Moral and nonmoral freedom in Kant

Southern Journal of Philosophy 45 (1):129-148 (2007)
Abstract
Many scholars, in view of the close link that he draws between morality and freedom, argue that Kant does not think that there are free choices between nonmoral ends. On this view, Kant only posits a freedom to resist our desires and act morally. We are still responsible for immoral choices because we always have the power to act morally. Henry Allison has opposed this reading by arguing that Kant grounds a notion of nonmoral freedom in the Incorporation Thesis. In this paper, I criticize Allison’s argument and then try to replace it with an alternative that grounds nonmoral freedom in morality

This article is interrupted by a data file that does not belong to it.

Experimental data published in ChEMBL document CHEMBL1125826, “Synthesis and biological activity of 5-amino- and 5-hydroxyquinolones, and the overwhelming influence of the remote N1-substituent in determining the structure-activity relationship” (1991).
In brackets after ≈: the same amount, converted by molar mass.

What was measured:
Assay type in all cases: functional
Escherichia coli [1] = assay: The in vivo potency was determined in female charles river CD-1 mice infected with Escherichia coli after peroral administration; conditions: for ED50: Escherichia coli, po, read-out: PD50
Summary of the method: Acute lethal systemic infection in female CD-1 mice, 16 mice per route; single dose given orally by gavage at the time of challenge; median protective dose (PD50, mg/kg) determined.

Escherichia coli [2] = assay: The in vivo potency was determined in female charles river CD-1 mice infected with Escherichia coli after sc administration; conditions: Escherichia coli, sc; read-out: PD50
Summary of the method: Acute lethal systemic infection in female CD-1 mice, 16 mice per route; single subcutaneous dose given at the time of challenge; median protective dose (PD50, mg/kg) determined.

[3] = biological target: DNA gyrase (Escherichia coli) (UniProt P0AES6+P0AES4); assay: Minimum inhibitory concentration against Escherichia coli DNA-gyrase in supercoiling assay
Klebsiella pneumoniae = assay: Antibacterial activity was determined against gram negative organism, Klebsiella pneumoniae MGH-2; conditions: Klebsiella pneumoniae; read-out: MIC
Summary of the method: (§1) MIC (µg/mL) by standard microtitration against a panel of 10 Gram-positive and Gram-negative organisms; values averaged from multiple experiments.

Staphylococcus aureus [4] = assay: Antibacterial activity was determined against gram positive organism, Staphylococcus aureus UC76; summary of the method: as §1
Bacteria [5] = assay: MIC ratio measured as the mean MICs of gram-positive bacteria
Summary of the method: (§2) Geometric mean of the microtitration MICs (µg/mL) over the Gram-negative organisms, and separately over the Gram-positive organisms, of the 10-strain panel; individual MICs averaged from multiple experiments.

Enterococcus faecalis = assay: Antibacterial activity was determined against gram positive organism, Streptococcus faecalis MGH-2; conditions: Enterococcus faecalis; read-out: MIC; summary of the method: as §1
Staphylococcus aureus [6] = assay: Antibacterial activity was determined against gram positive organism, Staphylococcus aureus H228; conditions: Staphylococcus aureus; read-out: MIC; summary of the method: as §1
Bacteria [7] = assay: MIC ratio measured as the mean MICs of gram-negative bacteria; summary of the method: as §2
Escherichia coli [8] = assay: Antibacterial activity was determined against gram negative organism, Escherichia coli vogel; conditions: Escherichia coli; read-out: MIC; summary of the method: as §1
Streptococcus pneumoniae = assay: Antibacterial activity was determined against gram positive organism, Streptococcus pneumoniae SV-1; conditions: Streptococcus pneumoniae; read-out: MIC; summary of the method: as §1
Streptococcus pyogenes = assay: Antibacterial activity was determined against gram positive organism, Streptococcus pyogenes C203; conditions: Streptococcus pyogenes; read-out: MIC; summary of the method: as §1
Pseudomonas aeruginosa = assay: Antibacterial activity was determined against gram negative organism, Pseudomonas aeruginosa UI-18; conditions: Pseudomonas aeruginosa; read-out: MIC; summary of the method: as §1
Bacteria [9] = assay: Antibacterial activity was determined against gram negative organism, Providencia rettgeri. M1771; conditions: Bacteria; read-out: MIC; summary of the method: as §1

Keywords Analytic Philosophy  Contemporary Philosophy  General Interest
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ISBN(s) 0038-4283
DOI 10.1111/j.2041-6962.2007.tb00046.x
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Kant's Transcendental Idealism.Henry E. Allison - 2004 - Yale University Press.
Self and Nature in Kant's Philosophy.Allen W. Wood (ed.) - 1984 - Cornell University Press.

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